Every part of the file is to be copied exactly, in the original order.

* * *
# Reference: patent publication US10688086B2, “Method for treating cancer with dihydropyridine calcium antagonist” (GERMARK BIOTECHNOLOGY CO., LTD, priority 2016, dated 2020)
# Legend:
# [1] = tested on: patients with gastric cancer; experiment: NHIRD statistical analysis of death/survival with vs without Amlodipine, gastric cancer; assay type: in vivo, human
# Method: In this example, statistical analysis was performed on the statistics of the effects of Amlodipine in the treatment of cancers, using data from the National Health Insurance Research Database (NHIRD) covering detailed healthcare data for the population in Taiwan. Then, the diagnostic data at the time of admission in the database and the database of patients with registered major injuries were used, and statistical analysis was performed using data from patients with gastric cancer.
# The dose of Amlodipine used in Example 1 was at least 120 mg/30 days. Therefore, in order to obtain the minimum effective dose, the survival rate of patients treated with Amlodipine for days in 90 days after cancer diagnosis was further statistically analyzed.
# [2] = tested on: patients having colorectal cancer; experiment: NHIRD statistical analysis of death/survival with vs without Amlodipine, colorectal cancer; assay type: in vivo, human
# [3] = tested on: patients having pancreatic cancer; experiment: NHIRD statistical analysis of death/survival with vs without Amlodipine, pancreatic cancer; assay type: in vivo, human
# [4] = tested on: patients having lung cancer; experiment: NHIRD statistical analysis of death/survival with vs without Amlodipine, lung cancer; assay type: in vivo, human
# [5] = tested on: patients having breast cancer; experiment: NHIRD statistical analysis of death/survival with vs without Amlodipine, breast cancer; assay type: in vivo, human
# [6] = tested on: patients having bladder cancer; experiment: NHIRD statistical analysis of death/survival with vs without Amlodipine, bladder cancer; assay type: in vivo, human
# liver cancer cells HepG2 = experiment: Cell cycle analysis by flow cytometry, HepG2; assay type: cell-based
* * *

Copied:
# Reference: patent publication US10688086B2, “Method for treating cancer with dihydropyridine calcium antagonist” (GERMARK BIOTECHNOLOGY CO., LTD, priority 2016, dated 2020)
# Legend:
# [1] = tested on: patients with gastric cancer; experiment: NHIRD statistical analysis of death/survival with vs without Amlodipine, gastric cancer; assay type: in vivo, human
# Method: In this example, statistical analysis was performed on the statistics of the effects of Amlodipine in the treatment of cancers, using data from the National Health Insurance Research Database (NHIRD) covering detailed healthcare data for the population in Taiwan. Then, the diagnostic data at the time of admission in the database and the database of patients with registered major injuries were used, and statistical analysis was performed using data from patients with gastric cancer.
# The dose of Amlodipine used in Example 1 was at least 120 mg/30 days. Therefore, in order to obtain the minimum effective dose, the survival rate of patients treated with Amlodipine for days in 90 days after cancer diagnosis was further statistically analyzed.
# [2] = tested on: patients having colorectal cancer; experiment: NHIRD statistical analysis of death/survival with vs without Amlodipine, colorectal cancer; assay type: in vivo, human
# [3] = tested on: patients having pancreatic cancer; experiment: NHIRD statistical analysis of death/survival with vs without Amlodipine, pancreatic cancer; assay type: in vivo, human
# [4] = tested on: patients having lung cancer; experiment: NHIRD statistical analysis of death/survival with vs without Amlodipine, lung cancer; assay type: in vivo, human
# [5] = tested on: patients having breast cancer; experiment: NHIRD statistical analysis of death/survival with vs without Amlodipine, breast cancer; assay type: in vivo, human
# [6] = tested on: patients having bladder cancer; experiment: NHIRD statistical analysis of death/survival with vs without Amlodipine, bladder cancer; assay type: in vivo, human
# liver cancer cells HepG2 = experiment: Cell cycle analysis by flow cytometry, HepG2; assay type: cell-based